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SCOTUS issues rulings in three cases argued this term

On April 22, the U.S. Supreme Court (SCOTUS) issued opinions in three cases argued during the 2020-2021 term.

Jones v. Mississippi originated from the Mississippi Court of Appeals and was argued before SCOTUS on November 3, 2020. The case concerned sentencing juveniles to life imprisonment without parole.

In a 6-3 vote, the court ruled that the Eighth Amendment to the U.S. Constitution does not require a juvenile to be found as permanently incorrigible before imposing a life sentence without parole. The term incorrigibility refers to when a juvenile does not accept an adult’s authority. The court upheld the Mississippi Court of Appeals’ judgment. Justice Brett Kavanaugh delivered the court’s majority opinion. Justice Sonia Sotomayor dissented and was joined by Justices Stephen Breyer and Elena Kagan.

Carr v. Saul (consolidated with Davis v. Saul) concerns claimants seeking disability benefits under the Social Security Act and whether they must raise any constitutional Appointments Clause challenges relating to the administrative law judges hearing their claims during administrative proceedings before seeking judicial review. The case was argued before SCOTUS on March 3, 2021. 

The U.S. Supreme Court issued a unanimous opinion reversing the 10th Circuit ruling and remanding the case for further proceedings. The court held that Social Security disability claimants are not required to make Appointments Clause challenges at the agency level. Justice Sonia Sotomayor authored the court’s majority opinion. Justice Clarence Thomas filed an opinion concurring in part and concurring in the judgment, in which Justices Neil Gorsuch and Amy Coney Barrett joined. Justice Stephen Breyer filed an opinion concurring in part and concurring in the judgment.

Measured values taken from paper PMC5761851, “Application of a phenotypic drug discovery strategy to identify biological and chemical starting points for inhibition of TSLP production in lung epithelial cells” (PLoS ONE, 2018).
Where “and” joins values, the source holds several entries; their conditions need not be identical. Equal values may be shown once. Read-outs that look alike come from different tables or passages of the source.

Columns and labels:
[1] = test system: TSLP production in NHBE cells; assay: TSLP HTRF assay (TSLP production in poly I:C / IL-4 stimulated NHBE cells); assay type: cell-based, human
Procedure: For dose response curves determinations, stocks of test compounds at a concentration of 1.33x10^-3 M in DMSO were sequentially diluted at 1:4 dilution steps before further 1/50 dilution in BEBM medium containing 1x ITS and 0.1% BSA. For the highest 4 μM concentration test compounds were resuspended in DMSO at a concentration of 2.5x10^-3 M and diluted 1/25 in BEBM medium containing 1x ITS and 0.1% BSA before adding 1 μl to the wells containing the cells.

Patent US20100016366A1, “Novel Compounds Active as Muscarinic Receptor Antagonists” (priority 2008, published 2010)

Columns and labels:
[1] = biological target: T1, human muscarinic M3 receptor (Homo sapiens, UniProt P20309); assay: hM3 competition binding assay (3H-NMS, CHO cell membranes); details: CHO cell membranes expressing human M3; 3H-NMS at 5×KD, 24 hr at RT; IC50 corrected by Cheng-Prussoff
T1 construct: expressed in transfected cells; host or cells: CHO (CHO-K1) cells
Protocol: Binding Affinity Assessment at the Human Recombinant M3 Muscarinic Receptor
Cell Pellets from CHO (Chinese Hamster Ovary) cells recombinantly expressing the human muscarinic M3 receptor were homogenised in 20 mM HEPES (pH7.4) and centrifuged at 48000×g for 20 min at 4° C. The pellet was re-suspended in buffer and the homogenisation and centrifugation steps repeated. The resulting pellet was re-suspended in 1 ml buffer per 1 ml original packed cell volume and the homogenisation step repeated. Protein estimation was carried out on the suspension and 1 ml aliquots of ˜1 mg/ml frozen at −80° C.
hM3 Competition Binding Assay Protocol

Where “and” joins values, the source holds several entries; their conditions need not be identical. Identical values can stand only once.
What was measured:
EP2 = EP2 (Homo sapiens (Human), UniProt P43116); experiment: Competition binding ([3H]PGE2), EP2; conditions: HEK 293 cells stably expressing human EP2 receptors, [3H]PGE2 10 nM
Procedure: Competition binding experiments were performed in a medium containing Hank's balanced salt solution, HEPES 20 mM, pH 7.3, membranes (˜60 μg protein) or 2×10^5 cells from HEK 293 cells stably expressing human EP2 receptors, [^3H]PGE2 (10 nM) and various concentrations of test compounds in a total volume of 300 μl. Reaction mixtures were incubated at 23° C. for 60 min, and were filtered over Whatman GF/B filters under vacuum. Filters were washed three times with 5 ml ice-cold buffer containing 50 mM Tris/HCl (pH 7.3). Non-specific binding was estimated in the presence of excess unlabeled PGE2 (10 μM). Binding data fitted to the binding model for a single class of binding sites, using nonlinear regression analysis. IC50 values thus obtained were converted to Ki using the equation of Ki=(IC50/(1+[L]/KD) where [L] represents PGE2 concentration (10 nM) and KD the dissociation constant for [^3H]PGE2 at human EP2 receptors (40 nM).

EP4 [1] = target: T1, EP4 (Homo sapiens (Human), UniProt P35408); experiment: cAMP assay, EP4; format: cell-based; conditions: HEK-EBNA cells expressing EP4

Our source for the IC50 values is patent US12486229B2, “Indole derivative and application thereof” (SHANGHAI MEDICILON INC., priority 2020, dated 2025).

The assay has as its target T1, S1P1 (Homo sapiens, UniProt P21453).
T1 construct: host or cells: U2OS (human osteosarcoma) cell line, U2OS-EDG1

AMG Capital Management, LLC v. Federal Trade Commission was argued before the court on January 13, 2021, and concerned the Federal Trade Commission Act (“The Act”) and whether it authorizes the Federal Trade Commission (FTC) to demand monetary restitution. 

SCOTUS issued a unanimous opinion reversing the 9th Circuit’s judgment and remanding the case for further proceedings. The court concluded that Section 13b of The Act does not authorize the FTC to seek equitable monetary relief like restitution or disgorgement, nor does it authorize a court to award such relief. Justice Stephen Breyer delivered the majority opinion of the court.

As of this writing, the court has issued 30 opinions this term. Six cases were decided without argument.

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Reviewing SCOTUS’ 2020-2021 term so far

The U.S. Supreme Court’s 2020-2021 oral argument calendar is nearing its end, with 12 hours of oral arguments remaining to be heard during its April sitting and one hour of oral argument scheduled for its May sitting. 

From October through March, the court heard a total of 45 hours of oral arguments in 56 cases. Consolidated cases were allotted one hour total for oral arguments. The court’s argument schedule through March included:

  • October sitting
    • Time period: Oct. 5 through Oct. 14
    • Oral arguments heard: 10 hours in 12 cases
  • November sitting
    • Time period: Nov. 2 through Nov. 10
    • Oral arguments heard: 8 hours in 9 cases
  • December sitting
    • Time period: Nov. 30 through Dec. 9